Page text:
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Increasing Your Profit

(February 2013) posted on Tue Mar 12, 2013

Coudray explains how to use your Website to stand out from the competition and convert sales prospects into profit centers.

By Mark Coudray

Almost all of the business owners I know are on the perpetual search to increase profits. And why shouldn’t they? They’ve felt the pressure from declining profits for quite some time now. But when I ask how they plan on increasing their profits, the most common response is to cut expenses. I wince each time I hear this, because the answer isn’t really an answer at all.

Cost cutting is low-hanging fruit. Significant fat in the process is long gone. If some costs can still be reduced, the resulting gains are almost always short term, with the future consequences to be dealt with when they arise. Cost reduction comes with severe consequences to the foundation of the company. I’m thinking about labor cost reduction and elimination or deferral of maintenance to the equipment. Cost reduction to supplies and materials carries the risk of product inconsistency and unpredictable failure. The seeds you sow for future breakdown are usually far more costly than the gains.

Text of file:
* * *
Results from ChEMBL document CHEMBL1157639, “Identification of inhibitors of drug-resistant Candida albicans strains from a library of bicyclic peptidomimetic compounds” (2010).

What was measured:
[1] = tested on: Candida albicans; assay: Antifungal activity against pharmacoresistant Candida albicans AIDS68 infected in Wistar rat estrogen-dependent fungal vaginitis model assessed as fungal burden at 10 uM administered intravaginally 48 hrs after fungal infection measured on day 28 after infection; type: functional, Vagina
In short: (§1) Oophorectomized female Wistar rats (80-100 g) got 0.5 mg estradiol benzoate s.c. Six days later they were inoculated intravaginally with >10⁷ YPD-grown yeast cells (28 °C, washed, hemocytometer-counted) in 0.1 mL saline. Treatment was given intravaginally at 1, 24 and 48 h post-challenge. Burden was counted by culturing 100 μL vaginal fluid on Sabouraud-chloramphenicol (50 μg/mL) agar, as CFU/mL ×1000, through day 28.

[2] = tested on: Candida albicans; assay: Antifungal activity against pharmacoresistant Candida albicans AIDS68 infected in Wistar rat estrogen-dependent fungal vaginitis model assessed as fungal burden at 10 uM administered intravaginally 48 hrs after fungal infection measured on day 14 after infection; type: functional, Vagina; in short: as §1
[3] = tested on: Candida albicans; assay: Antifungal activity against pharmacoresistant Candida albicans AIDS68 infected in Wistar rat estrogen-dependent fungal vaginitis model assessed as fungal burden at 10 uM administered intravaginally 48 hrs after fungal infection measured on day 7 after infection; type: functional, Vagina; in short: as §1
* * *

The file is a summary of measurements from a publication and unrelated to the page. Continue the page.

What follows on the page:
The short-term view of how to increase profits is almost always tactical. It involves promotions, sales, and events. In short, the value delivered to your customer base is not really substantive and, most importantly, it usually can’t be repeated. It has to be replaced with some other gimmick pulled out of thin air. As an example, the retail market has the perpetual Going Out of Business or Everything Must Go sale.

Don’t get me wrong. There’s a place for this kind of activity, but it shouldn’t be the core of your plan to increase profits. Any profit gain from these kinds of sales is short lived, and you’ll work extremely hard to achieve it. You must sell and work harder to deliver the profit. Worse, you run the risk of cannibalizing your future revenue and profit stream with low-margin, artificially motivated tricks.

Fixing the funnel
The more prudent, but difficult, path is to think strategically. This involves looking deeper into your own organization and your customer base. Most of the owners I talk to say they have too many peaks and valleys or they can’t predict sales cycles or sales volume. Both of these realizations mean the sales funnel or pipeline is either broken or never existed in the first place.


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